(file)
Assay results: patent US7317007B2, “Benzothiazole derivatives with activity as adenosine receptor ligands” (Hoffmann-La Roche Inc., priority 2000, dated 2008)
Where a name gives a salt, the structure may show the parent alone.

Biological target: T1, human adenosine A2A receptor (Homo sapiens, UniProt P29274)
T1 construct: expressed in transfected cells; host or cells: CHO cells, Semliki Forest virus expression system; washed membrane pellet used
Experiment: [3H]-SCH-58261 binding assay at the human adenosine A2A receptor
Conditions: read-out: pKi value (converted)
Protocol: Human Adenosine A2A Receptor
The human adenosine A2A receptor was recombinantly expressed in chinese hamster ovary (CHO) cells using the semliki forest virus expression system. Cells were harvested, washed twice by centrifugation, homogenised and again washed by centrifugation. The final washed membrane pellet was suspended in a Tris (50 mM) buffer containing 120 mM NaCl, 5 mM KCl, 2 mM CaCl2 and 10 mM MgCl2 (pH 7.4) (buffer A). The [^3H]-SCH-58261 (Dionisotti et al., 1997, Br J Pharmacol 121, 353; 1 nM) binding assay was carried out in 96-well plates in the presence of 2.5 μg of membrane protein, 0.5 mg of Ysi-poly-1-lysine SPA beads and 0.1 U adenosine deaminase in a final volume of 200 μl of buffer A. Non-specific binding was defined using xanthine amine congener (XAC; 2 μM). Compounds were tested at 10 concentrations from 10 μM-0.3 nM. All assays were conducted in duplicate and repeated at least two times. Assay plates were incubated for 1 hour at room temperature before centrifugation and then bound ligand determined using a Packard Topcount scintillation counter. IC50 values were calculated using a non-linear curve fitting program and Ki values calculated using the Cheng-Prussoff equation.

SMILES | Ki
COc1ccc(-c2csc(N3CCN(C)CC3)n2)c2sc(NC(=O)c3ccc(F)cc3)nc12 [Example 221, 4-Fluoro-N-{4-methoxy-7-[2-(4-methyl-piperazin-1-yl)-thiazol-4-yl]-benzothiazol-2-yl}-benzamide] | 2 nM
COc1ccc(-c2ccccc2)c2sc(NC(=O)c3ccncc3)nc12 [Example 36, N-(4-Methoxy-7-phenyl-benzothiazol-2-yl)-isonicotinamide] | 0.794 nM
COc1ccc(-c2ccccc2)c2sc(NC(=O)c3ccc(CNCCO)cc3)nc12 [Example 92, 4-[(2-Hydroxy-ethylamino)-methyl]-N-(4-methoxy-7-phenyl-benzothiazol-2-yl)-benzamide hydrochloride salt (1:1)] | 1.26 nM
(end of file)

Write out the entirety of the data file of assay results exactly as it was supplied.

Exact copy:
Assay results: patent US7317007B2, “Benzothiazole derivatives with activity as adenosine receptor ligands” (Hoffmann-La Roche Inc., priority 2000, dated 2008)
Where a name gives a salt, the structure may show the parent alone.

Biological target: T1, human adenosine A2A receptor (Homo sapiens, UniProt P29274)
T1 construct: expressed in transfected cells; host or cells: CHO cells, Semliki Forest virus expression system; washed membrane pellet used
Experiment: [3H]-SCH-58261 binding assay at the human adenosine A2A receptor
Conditions: read-out: pKi value (converted)
Protocol: Human Adenosine A2A Receptor
The human adenosine A2A receptor was recombinantly expressed in chinese hamster ovary (CHO) cells using the semliki forest virus expression system. Cells were harvested, washed twice by centrifugation, homogenised and again washed by centrifugation. The final washed membrane pellet was suspended in a Tris (50 mM) buffer containing 120 mM NaCl, 5 mM KCl, 2 mM CaCl2 and 10 mM MgCl2 (pH 7.4) (buffer A). The [^3H]-SCH-58261 (Dionisotti et al., 1997, Br J Pharmacol 121, 353; 1 nM) binding assay was carried out in 96-well plates in the presence of 2.5 μg of membrane protein, 0.5 mg of Ysi-poly-1-lysine SPA beads and 0.1 U adenosine deaminase in a final volume of 200 μl of buffer A. Non-specific binding was defined using xanthine amine congener (XAC; 2 μM). Compounds were tested at 10 concentrations from 10 μM-0.3 nM. All assays were conducted in duplicate and repeated at least two times. Assay plates were incubated for 1 hour at room temperature before centrifugation and then bound ligand determined using a Packard Topcount scintillation counter. IC50 values were calculated using a non-linear curve fitting program and Ki values calculated using the Cheng-Prussoff equation.

SMILES | Ki
COc1ccc(-c2csc(N3CCN(C)CC3)n2)c2sc(NC(=O)c3ccc(F)cc3)nc12 [Example 221, 4-Fluoro-N-{4-methoxy-7-[2-(4-methyl-piperazin-1-yl)-thiazol-4-yl]-benzothiazol-2-yl}-benzamide] | 2 nM
COc1ccc(-c2ccccc2)c2sc(NC(=O)c3ccncc3)nc12 [Example 36, N-(4-Methoxy-7-phenyl-benzothiazol-2-yl)-isonicotinamide] | 0.794 nM
COc1ccc(-c2ccccc2)c2sc(NC(=O)c3ccc(CNCCO)cc3)nc12 [Example 92, 4-[(2-Hydroxy-ethylamino)-methyl]-N-(4-methoxy-7-phenyl-benzothiazol-2-yl)-benzamide hydrochloride salt (1:1)] | 1.26 nM